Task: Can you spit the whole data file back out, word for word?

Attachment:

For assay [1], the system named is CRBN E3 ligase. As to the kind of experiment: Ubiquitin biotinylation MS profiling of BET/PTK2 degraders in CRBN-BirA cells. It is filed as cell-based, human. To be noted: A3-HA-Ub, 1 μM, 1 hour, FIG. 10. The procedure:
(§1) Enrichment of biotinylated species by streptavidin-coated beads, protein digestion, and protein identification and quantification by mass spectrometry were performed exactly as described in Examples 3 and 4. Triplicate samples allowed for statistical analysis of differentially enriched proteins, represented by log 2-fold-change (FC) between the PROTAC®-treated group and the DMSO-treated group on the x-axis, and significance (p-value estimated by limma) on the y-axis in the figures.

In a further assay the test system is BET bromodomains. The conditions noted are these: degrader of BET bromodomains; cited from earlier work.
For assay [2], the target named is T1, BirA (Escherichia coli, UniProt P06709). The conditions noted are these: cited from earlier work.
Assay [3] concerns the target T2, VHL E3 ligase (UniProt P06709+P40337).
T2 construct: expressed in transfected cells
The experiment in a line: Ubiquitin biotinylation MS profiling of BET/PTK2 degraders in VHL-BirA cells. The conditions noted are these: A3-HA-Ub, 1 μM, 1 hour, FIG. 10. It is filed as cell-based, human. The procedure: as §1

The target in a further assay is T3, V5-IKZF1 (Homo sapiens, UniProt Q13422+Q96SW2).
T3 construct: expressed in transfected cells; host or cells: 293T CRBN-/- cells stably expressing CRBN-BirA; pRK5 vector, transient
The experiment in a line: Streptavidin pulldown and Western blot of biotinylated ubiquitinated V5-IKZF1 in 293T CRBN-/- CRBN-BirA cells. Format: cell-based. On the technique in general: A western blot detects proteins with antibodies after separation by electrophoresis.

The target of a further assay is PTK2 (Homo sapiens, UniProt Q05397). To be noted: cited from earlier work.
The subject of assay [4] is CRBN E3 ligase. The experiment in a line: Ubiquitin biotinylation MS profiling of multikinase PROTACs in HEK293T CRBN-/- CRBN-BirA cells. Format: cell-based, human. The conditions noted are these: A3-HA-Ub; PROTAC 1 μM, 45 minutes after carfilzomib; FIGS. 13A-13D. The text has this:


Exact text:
For assay [1], the system named is CRBN E3 ligase. As to the kind of experiment: Ubiquitin biotinylation MS profiling of BET/PTK2 degraders in CRBN-BirA cells. It is filed as cell-based, human. To be noted: A3-HA-Ub, 1 μM, 1 hour, FIG. 10. The procedure:
(§1) Enrichment of biotinylated species by streptavidin-coated beads, protein digestion, and protein identification and quantification by mass spectrometry were performed exactly as described in Examples 3 and 4. Triplicate samples allowed for statistical analysis of differentially enriched proteins, represented by log 2-fold-change (FC) between the PROTAC®-treated group and the DMSO-treated group on the x-axis, and significance (p-value estimated by limma) on the y-axis in the figures.

In a further assay the test system is BET bromodomains. The conditions noted are these: degrader of BET bromodomains; cited from earlier work.
For assay [2], the target named is T1, BirA (Escherichia coli, UniProt P06709). The conditions noted are these: cited from earlier work.
Assay [3] concerns the target T2, VHL E3 ligase (UniProt P06709+P40337).
T2 construct: expressed in transfected cells
The experiment in a line: Ubiquitin biotinylation MS profiling of BET/PTK2 degraders in VHL-BirA cells. The conditions noted are these: A3-HA-Ub, 1 μM, 1 hour, FIG. 10. It is filed as cell-based, human. The procedure: as §1

The target in a further assay is T3, V5-IKZF1 (Homo sapiens, UniProt Q13422+Q96SW2).
T3 construct: expressed in transfected cells; host or cells: 293T CRBN-/- cells stably expressing CRBN-BirA; pRK5 vector, transient
The experiment in a line: Streptavidin pulldown and Western blot of biotinylated ubiquitinated V5-IKZF1 in 293T CRBN-/- CRBN-BirA cells. Format: cell-based. On the technique in general: A western blot detects proteins with antibodies after separation by electrophoresis.

The target of a further assay is PTK2 (Homo sapiens, UniProt Q05397). To be noted: cited from earlier work.
The subject of assay [4] is CRBN E3 ligase. The experiment in a line: Ubiquitin biotinylation MS profiling of multikinase PROTACs in HEK293T CRBN-/- CRBN-BirA cells. Format: cell-based, human. The conditions noted are these: A3-HA-Ub; PROTAC 1 μM, 45 minutes after carfilzomib; FIGS. 13A-13D. The text has this: